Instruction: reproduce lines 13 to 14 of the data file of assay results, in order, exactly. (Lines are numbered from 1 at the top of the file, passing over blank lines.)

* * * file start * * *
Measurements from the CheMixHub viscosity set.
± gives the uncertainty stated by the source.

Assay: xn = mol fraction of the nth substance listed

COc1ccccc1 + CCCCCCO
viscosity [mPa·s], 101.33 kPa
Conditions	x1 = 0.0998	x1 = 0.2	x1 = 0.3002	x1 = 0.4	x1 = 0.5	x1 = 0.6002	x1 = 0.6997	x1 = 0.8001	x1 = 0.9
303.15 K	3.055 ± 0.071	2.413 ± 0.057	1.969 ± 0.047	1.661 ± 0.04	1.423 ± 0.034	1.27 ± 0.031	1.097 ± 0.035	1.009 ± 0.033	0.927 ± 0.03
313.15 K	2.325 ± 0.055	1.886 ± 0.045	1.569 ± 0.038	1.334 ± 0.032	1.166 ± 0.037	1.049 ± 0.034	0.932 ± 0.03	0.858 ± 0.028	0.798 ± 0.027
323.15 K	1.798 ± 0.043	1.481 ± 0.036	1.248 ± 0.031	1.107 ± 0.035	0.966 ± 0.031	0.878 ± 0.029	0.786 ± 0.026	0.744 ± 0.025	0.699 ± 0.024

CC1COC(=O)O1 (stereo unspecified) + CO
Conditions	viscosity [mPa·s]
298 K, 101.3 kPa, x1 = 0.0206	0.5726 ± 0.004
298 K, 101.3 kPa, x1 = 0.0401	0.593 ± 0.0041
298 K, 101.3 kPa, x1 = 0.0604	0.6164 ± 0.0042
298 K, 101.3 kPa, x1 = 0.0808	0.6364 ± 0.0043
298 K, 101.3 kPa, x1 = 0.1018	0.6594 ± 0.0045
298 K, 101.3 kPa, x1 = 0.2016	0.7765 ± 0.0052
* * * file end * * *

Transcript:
298 K, 101.3 kPa, x1 = 0.0401	0.593 ± 0.0041
298 K, 101.3 kPa, x1 = 0.0604	0.6164 ± 0.0042